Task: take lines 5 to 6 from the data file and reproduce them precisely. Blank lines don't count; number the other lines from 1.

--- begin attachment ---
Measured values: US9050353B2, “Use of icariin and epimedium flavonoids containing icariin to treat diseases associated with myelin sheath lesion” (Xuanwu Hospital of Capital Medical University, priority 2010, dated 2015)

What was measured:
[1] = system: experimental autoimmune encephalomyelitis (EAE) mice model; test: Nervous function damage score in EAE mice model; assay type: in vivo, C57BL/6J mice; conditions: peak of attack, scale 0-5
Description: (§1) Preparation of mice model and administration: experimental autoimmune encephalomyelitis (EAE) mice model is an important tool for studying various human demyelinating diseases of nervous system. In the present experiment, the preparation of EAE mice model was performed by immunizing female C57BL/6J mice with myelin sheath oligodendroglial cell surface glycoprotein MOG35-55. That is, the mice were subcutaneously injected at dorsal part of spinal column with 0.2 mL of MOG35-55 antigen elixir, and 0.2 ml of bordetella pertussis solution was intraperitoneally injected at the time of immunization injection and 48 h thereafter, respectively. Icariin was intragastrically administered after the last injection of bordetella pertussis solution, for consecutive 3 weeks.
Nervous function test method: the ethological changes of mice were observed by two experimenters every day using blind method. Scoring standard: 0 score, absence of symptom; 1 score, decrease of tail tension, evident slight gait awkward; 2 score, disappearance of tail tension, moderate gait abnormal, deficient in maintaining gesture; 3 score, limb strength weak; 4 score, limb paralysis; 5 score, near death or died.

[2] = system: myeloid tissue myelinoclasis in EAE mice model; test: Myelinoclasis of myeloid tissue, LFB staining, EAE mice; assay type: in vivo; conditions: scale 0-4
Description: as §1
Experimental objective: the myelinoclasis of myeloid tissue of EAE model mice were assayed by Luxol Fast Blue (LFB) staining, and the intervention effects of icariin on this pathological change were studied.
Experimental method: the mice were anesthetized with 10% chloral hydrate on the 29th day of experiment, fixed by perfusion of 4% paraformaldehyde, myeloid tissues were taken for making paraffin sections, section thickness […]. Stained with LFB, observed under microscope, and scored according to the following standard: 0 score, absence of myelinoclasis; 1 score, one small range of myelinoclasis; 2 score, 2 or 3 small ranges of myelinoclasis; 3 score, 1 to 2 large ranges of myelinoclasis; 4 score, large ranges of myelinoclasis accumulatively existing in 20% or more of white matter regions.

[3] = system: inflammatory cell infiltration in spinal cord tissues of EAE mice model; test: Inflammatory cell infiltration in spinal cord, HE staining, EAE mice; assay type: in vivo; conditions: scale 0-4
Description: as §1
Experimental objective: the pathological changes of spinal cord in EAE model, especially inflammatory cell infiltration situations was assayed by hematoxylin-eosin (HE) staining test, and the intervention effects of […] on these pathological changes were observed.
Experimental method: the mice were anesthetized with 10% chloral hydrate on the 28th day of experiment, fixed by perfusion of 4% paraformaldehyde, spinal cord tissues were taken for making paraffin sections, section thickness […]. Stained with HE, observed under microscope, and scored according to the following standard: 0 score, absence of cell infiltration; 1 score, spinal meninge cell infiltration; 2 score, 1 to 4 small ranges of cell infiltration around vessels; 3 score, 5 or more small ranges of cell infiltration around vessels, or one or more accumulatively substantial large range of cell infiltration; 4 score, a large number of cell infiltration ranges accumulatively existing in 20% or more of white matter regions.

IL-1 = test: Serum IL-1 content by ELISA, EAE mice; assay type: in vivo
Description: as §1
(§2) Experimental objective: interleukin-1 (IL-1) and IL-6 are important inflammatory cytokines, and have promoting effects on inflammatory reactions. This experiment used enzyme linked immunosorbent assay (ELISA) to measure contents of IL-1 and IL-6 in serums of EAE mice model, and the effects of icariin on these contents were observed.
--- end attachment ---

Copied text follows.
Nervous function test method: the ethological changes of mice were observed by two experimenters every day using blind method. Scoring standard: 0 score, absence of symptom; 1 score, decrease of tail tension, evident slight gait awkward; 2 score, disappearance of tail tension, moderate gait abnormal, deficient in maintaining gesture; 3 score, limb strength weak; 4 score, limb paralysis; 5 score, near death or died.

[2] = system: myeloid tissue myelinoclasis in EAE mice model; test: Myelinoclasis of myeloid tissue, LFB staining, EAE mice; assay type: in vivo; conditions: scale 0-4